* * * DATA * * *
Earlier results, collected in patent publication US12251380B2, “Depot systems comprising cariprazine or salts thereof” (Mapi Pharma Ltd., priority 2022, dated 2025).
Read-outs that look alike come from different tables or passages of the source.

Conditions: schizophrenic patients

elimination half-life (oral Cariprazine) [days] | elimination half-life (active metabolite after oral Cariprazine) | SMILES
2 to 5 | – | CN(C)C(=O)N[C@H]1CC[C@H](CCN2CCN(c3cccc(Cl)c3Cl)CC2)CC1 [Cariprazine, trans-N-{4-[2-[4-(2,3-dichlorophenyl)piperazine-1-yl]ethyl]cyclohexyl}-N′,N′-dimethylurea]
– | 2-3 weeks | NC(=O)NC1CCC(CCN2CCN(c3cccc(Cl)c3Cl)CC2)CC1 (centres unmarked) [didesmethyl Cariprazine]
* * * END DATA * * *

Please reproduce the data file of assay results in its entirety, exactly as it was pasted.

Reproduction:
Earlier results, collected in patent publication US12251380B2, “Depot systems comprising cariprazine or salts thereof” (Mapi Pharma Ltd., priority 2022, dated 2025).
Read-outs that look alike come from different tables or passages of the source.

Conditions: schizophrenic patients

elimination half-life (oral Cariprazine) [days] | elimination half-life (active metabolite after oral Cariprazine) | SMILES
2 to 5 | – | CN(C)C(=O)N[C@H]1CC[C@H](CCN2CCN(c3cccc(Cl)c3Cl)CC2)CC1 [Cariprazine, trans-N-{4-[2-[4-(2,3-dichlorophenyl)piperazine-1-yl]ethyl]cyclohexyl}-N′,N′-dimethylurea]
– | 2-3 weeks | NC(=O)NC1CCC(CCN2CCN(c3cccc(Cl)c3Cl)CC2)CC1 (centres unmarked) [didesmethyl Cariprazine]